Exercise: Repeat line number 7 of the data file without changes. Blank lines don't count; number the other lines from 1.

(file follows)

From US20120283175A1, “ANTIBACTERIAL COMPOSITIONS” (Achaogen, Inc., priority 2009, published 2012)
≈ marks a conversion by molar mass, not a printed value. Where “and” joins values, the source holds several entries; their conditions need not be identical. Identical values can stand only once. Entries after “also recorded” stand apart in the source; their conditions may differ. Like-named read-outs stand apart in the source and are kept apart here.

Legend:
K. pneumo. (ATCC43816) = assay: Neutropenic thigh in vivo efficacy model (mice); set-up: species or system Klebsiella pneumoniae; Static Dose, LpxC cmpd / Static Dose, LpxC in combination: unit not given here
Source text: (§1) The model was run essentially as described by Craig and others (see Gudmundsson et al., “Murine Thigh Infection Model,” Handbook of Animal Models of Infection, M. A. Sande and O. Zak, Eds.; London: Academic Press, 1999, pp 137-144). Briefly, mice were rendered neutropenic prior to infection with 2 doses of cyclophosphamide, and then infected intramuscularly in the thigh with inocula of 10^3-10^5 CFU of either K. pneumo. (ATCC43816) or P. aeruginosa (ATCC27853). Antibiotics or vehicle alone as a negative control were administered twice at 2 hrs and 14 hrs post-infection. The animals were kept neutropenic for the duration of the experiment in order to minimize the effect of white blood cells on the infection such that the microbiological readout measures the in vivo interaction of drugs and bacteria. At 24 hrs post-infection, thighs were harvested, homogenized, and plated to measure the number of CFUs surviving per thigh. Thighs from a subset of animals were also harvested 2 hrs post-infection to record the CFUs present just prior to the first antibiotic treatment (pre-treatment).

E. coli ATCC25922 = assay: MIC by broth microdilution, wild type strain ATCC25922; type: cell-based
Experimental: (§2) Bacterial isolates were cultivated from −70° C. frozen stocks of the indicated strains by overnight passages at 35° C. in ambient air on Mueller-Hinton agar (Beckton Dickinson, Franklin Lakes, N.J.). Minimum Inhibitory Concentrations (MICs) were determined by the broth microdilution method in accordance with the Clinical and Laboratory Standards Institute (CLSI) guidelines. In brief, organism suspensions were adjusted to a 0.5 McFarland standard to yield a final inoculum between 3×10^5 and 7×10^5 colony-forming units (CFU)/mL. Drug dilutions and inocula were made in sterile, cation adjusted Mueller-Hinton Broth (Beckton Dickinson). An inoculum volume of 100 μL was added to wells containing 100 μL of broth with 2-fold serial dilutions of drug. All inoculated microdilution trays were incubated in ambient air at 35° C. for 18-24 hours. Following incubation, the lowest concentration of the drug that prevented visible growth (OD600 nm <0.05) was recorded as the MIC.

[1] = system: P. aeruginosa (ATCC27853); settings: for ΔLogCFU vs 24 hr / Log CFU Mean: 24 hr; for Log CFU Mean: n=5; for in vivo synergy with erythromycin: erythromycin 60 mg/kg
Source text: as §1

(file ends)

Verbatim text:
Experimental: (§2) Bacterial isolates were cultivated from −70° C. frozen stocks of the indicated strains by overnight passages at 35° C. in ambient air on Mueller-Hinton agar (Beckton Dickinson, Franklin Lakes, N.J.). Minimum Inhibitory Concentrations (MICs) were determined by the broth microdilution method in accordance with the Clinical and Laboratory Standards Institute (CLSI) guidelines. In brief, organism suspensions were adjusted to a 0.5 McFarland standard to yield a final inoculum between 3×10^5 and 7×10^5 colony-forming units (CFU)/mL. Drug dilutions and inocula were made in sterile, cation adjusted Mueller-Hinton Broth (Beckton Dickinson). An inoculum volume of 100 μL was added to wells containing 100 μL of broth with 2-fold serial dilutions of drug. All inoculated microdilution trays were incubated in ambient air at 35° C. for 18-24 hours. Following incubation, the lowest concentration of the drug that prevented visible growth (OD600 nm <0.05) was recorded as the MIC.